for the project for a three-year period. S. 1104 would 
authorize the Commission to extend, for six years, the 
commencement of construction deadline for the proposed 15-
megawatt Gibson Dam Hydroelectric Project No. 12478, to be 
located at the U.S. Department of the Interior, Bureau of 
Reclamation's (Reclamation) Gibson Dam, on the Sun River, in 
Lewis and Clark and Teton Counties, Montana.
    The Commission issued an original license for the Clark 
Canyon Dam Project on August 26, 2009. The license required 
that commencement of project construction begin by the maximum 
allowable two-year deadline, August 25, 2011. At the licensee's 
request, the Commission extended the deadline for two years 
(i.e., until August 25, 2013), which is the maximum allowable 
by section 13 of the Federal Power Act. The licensee was not 
able to commence construction by that date and, as required by 
section 13, the Commission terminated the license, by order 
dated March 19, 2015. The Commission explained that the 
licensee could file a new license application and that 
Commission staff would work with the licensee to determine 
whether portions of the Commission's regulation could be waived 
to make the new license proceeding as expeditious as possible.
    The Commission issued an original license for the Gibson 
Dam Project on January 12, 2012. The license provided that the 
company was required to commence project construction within 
two years of the date of the license, which again is the 
maximum period permitted by the Federal Power Act. The 
Commission subsequently granted the maximum allowable two-year 
extension of the commencement of construction deadline. 
Accordingly, the deadline for the commencement of construction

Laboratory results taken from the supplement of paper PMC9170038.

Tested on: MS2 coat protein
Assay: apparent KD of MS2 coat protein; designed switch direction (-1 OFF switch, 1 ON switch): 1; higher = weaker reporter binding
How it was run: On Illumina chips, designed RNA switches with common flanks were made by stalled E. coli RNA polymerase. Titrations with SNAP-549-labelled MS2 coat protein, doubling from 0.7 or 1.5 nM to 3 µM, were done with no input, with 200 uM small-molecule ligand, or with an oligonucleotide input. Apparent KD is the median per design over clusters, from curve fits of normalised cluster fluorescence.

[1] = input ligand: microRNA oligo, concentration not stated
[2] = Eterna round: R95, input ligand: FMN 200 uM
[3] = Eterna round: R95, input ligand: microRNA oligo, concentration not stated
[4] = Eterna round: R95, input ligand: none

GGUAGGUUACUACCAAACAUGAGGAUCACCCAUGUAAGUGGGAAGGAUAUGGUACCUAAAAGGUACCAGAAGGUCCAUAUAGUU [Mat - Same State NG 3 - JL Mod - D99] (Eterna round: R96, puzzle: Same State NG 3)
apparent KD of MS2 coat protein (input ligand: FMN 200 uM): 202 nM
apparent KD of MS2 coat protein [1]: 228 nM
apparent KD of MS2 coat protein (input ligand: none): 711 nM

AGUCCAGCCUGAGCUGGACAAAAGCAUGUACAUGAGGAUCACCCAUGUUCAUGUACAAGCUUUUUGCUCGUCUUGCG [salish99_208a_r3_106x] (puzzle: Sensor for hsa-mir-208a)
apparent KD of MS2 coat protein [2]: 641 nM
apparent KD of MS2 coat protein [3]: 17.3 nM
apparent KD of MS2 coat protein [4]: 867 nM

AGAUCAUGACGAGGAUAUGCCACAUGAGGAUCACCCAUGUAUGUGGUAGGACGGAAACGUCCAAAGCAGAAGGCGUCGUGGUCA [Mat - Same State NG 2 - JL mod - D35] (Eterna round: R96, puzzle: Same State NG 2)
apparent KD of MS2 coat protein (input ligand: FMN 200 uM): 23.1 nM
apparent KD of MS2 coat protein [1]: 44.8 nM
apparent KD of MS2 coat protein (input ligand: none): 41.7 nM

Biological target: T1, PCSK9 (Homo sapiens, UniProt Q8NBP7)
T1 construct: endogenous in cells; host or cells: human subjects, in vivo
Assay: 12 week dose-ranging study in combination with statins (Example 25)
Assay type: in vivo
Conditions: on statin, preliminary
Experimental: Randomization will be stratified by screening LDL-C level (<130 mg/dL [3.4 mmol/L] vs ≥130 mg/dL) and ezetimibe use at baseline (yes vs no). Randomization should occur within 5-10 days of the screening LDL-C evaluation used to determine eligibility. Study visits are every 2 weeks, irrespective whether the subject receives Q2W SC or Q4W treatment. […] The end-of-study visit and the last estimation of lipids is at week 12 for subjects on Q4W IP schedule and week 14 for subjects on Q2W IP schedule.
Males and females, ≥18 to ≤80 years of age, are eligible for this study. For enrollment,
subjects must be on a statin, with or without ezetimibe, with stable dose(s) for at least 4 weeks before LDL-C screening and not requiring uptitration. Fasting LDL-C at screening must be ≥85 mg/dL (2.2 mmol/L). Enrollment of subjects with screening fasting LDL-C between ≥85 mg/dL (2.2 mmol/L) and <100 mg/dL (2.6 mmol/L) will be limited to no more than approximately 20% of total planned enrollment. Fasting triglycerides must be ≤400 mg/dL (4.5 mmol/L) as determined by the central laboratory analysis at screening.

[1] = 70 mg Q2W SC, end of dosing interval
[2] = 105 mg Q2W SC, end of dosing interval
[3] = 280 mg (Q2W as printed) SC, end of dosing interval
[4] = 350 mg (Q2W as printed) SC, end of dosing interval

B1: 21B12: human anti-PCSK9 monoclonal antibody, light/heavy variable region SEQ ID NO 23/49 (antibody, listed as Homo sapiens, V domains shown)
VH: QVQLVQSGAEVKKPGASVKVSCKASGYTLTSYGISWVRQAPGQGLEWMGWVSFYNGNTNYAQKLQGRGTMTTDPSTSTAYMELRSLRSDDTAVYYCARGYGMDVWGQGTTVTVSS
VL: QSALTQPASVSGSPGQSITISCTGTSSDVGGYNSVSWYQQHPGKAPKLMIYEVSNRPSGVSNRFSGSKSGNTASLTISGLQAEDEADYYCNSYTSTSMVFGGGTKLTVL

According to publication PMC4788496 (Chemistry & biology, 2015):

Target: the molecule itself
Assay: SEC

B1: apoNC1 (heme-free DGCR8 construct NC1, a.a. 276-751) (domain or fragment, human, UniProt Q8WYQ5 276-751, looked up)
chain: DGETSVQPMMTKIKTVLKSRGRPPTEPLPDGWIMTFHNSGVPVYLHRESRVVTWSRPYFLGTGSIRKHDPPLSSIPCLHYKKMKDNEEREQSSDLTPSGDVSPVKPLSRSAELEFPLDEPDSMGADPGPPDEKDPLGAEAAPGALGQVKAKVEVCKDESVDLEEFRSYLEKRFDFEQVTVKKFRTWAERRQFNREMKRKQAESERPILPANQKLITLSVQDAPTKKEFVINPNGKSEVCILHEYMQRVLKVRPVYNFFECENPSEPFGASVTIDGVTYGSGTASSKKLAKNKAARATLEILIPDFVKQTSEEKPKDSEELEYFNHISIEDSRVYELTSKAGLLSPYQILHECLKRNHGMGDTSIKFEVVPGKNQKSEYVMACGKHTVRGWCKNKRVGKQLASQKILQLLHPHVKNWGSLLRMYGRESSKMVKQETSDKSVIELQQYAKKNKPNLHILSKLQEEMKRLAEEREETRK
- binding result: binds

is now January 12, 2016. Section 13 of the Federal Power Act 
provides that, if construction does not timely commence, the 
Commission must terminate the license. It is my understanding 
that the licensee is encountering difficulty obtaining lands, 
subject to a U.S. Fish and Wildlife conservation easement, that 
are needed for construction of the project's primary 
transmission line, such that the licensee believes that it may 
not be able to commence project construction by the statutory 
deadline.
    The last several Commission Chairmen and I have taken the 
position of not opposing legislation that would extend the 
commencement of construction deadline no further than 10 years 
from the date that the license in question was issued. Where 
proposed extensions would run beyond that time, there has been 
a sense that the public interest is better served by releasing 
the site for other public uses. Because S. 1103 and S. 1104 
provide for commencement of construction deadlines that do not 
exceed 10 years from the dates that the respective licenses 
were issued, I do not oppose these bills.
    If I can be of further assistance to you on this or any 
other Commission matter, please let me know.
            Sincerely,
                                             Norman C. Bay,
                                                          Chairman.

                        CHANGES IN EXISTING LAW

    In compliance with paragraph 12 of rule XXVI of the 
Standing Rules of the Senate, the Committee notes that no 
changes in existing law are made by S. 491, as ordered 
reported.